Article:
Don’t let these common project management mistakes
derail your influence.
Every week we talk with deeply committed, human-centered project managers frustrated with their lack of influence. They yearn to be a better project manager, but something’s not quite clicking.
They care deeply. They’re working really hard and way too long. They’re tenacious and scrappy, paying attention to every detail. And yet, somehow they don’t have the influence they need to make a bigger impact.
If you’re looking to be a better project manager, or to help grow the project leaders on your team, consider if you’re falling into any of these traps—these common mistakes that project managers make.
Avoid These Five Common Mistakes Project Managers Make
Let’s start with the big one: unbridled tenacity.
1. Showing Up With Unbridled Tenacity
You can’t be a great project manager without a bit of well-organized tenacity. After all, your job is to ensure this project succeeds. Tenacity is a powerful leadership skill.
And, when taken too far, tenacity will diminish your influence and tank your credibility.
We’ve seen too many project managers’ careers stall because they pushed too hard for their deliverables, without considering the bigger strategic priorities. The best project managers have mastered the art of strategic tenacity. They know exactly when to turn up the burners and sound the alarms—and when to back off the gas.
To be a better project manager, ask yourself: How can I ensure this project succeeds AND be supportive and respectful of people’s competing priorities?
2. Hiding Behind Your Sponsor
Your credibility is directly correlated to YOUR influence. YES, keep your project sponsor informed and engaged. Listen deeply and get all the advice you can. Ask them to come to your project kickoff and advocate for what you need at the senior level. AND never forget that the minute you have to start dropping names to get work done, your credibility suffers (see also “How Your Great Boss Might Be Hurting Your Career).”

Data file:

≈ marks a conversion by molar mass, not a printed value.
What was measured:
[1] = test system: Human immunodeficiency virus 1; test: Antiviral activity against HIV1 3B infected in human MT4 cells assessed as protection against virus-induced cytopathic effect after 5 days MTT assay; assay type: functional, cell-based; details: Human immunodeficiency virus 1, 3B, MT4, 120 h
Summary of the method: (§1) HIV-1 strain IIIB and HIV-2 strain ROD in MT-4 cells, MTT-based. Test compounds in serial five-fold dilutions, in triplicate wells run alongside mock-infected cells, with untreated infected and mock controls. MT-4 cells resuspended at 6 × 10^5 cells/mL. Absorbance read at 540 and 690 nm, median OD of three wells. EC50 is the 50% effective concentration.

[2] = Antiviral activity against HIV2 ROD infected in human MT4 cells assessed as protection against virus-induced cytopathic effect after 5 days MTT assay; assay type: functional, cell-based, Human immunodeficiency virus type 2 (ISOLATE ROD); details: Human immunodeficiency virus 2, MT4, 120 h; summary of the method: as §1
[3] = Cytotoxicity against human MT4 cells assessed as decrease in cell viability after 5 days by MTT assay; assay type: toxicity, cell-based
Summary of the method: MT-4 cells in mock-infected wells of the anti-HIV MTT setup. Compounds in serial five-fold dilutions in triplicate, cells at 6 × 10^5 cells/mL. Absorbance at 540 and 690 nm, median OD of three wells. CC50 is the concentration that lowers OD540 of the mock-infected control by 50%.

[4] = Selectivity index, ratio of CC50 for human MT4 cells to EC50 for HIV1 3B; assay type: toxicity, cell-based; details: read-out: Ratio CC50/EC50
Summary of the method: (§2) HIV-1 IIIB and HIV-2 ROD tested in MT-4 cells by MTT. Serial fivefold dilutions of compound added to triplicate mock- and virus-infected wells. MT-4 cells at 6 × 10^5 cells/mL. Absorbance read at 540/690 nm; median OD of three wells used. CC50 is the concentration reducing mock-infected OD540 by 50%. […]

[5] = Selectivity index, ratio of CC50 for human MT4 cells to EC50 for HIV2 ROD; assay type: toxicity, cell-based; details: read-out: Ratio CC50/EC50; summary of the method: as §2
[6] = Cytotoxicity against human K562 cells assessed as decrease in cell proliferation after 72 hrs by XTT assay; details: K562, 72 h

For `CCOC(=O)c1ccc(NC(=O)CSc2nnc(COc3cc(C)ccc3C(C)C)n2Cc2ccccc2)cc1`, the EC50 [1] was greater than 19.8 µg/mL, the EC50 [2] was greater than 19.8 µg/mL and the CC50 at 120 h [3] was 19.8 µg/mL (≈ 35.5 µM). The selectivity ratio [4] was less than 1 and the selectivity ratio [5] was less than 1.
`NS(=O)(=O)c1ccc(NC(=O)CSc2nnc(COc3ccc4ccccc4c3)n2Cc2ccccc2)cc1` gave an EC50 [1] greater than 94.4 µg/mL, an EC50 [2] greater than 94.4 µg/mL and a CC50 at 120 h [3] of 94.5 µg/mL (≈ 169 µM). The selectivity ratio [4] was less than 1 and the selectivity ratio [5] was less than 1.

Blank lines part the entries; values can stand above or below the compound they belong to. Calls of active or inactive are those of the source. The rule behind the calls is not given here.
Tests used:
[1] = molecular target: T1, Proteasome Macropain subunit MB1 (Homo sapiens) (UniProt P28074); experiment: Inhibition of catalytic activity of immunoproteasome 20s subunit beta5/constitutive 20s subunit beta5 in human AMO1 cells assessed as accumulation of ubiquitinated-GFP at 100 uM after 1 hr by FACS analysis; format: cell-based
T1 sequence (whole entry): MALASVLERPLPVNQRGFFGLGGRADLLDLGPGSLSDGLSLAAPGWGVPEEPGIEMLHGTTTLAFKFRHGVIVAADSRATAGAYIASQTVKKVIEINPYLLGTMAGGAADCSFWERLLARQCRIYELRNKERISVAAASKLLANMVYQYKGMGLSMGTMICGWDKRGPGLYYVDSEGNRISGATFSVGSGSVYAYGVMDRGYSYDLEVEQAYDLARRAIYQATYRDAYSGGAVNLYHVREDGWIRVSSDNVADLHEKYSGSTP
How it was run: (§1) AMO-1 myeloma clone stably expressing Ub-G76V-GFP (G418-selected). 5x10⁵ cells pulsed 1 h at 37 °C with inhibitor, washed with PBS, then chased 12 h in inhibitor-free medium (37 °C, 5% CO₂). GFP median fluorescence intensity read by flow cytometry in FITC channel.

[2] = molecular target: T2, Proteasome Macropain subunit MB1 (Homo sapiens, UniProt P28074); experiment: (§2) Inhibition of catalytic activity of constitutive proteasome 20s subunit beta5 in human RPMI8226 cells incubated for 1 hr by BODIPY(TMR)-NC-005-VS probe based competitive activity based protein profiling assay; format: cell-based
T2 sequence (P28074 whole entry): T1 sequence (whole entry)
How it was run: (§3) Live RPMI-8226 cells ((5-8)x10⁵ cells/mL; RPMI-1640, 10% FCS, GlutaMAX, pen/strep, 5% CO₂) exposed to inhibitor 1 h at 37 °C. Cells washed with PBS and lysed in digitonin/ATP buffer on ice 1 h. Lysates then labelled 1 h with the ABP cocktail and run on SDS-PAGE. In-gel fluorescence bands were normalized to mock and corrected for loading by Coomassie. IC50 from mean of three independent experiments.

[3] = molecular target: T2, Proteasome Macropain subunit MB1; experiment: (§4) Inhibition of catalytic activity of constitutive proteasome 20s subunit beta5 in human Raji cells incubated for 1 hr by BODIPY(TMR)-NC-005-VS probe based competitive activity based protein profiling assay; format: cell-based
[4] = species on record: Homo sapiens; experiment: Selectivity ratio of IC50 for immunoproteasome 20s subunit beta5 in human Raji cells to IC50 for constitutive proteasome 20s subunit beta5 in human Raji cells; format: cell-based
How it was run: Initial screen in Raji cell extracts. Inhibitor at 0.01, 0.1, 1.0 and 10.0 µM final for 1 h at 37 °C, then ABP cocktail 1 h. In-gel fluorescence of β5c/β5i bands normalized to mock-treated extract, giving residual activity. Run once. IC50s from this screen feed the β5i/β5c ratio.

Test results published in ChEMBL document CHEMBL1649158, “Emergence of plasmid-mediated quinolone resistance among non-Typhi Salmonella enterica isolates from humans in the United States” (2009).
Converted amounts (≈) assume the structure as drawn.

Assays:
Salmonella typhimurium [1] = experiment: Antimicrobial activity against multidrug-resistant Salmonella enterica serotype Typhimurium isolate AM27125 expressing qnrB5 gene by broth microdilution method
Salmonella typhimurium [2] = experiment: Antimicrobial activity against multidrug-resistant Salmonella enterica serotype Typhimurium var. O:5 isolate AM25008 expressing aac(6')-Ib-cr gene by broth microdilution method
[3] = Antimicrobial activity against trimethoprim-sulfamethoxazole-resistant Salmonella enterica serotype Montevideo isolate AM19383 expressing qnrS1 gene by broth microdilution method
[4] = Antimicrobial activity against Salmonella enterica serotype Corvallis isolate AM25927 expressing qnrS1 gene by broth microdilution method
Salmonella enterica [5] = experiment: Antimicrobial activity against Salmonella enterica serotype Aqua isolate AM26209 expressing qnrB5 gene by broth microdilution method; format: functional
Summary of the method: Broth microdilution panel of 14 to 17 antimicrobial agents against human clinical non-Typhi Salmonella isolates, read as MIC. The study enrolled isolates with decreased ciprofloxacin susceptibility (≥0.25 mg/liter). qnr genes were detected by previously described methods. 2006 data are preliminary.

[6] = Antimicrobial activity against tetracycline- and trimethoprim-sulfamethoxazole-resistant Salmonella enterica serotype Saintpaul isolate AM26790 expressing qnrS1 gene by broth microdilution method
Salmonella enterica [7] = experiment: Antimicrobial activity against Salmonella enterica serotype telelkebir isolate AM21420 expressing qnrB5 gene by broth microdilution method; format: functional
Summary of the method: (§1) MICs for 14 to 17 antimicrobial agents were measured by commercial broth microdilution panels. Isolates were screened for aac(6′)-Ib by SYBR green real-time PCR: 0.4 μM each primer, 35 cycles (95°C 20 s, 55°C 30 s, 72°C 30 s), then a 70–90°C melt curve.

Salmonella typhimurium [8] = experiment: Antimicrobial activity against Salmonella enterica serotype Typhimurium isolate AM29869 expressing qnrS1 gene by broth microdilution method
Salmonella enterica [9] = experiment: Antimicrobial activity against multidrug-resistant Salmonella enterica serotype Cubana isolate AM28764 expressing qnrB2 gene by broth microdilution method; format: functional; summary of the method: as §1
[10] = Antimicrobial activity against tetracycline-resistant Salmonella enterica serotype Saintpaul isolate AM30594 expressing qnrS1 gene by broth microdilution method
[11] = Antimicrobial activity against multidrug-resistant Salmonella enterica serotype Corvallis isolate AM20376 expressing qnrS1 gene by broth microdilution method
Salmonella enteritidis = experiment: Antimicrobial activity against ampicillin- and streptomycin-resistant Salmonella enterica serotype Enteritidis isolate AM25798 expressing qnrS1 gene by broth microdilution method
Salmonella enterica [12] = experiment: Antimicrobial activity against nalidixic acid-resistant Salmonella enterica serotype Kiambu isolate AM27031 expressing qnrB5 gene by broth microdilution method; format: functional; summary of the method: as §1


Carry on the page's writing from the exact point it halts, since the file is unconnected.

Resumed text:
To be a better project manager ask yourself: What relationships must I nurture to build more trust and influence?
Before you escalate, as yourself, “How can I dig deeper to understand the pushback I’m getting? How can I build deeper cross-functional peer relationships at my level?
3. Dodging the Obvious Questions (with a well-articulated, concise answer)
Has this ever happened to you? You’re leading a project and you’re all over the details You’ve got pivot tables for your pivot tables.
There isn’t a question you can’t answer—given enough time and access to the right spreadsheet. But here’s where we see so many hard-working, well-meaning project managers get into trouble. They get lost in the data and find it hard to articulate answers to the obvious questions.
- Are we on track?
- What support do you need?
- What could potentially derail our timeline?
- How does this compare to our performance last year?
- Who else could benefit from what you are building?
- How does this tie into our merger integration work?
Be sure you’re prepared to answer the big picture questions in any hallway conversation that may arise.
To be a better project manager ask yourself: Is this project on schedule? Do we need anything? Is this project still relevant given (insert the big strategic change that just happened here_______)?
4. Spinning the Truth
“Well, he talks a good game,” is one of the phrases most likely to come before the word “but.” Yes, you’ve got to be able to tell a great story—just be sure that it’s true. One of the best ways to gain credibility as a PM is to be a highly-articulate truth-teller.
To be a better project manager, ask yourself: Am I able to clearly articulate the true story, including vulnerabilities and mistakes?
5. Avoiding Tough Conversations
If the project were easy, you wouldn’t need a project manager. The best project managers know how to hold accountability conversations early and often. If this is tough for you, try our I.N.S.P.I.R.E. model that we shared in PM Network Magazine.
To be a better project manager, ask yourself: Am I willing and able to put the needs of the project ahead of my own discomfort? Do I have the skills to hold people accountable in a way that strengthens both results and preserves the relationship?
If any of these five mistakes sound familiar, we encourage you to take a moment and try one new approach as you continue your journey to becoming an even better project manager.
Additional Resources to Help You Be a Better Project Manager
Your turn. What would you add? What’s your best advice to help someone become a better project manager?